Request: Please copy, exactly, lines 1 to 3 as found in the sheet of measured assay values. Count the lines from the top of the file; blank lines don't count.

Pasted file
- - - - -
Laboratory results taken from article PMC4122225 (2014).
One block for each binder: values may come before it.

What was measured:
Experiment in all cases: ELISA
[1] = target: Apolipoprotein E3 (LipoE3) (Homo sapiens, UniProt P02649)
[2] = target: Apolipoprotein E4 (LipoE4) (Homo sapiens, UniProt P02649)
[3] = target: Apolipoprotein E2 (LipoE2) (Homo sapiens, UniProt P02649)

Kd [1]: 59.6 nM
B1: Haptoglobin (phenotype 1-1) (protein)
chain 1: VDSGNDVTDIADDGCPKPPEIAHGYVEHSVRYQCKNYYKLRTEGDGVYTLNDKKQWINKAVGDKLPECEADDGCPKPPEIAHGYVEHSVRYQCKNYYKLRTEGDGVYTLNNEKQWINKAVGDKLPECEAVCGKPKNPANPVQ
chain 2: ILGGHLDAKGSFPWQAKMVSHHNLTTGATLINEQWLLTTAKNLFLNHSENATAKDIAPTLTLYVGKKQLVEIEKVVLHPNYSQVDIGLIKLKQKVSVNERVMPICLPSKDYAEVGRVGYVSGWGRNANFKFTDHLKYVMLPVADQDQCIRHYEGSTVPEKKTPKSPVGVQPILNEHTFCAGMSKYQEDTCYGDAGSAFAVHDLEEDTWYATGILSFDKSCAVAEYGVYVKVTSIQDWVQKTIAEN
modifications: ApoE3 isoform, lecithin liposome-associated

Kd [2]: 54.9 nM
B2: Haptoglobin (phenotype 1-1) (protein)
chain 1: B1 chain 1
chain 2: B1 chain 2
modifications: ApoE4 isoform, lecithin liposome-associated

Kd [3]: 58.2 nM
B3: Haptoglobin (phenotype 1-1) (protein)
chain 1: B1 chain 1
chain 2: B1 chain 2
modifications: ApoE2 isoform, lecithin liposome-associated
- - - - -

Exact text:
Laboratory results taken from article PMC4122225 (2014).
One block for each binder: values may come before it.

What was measured: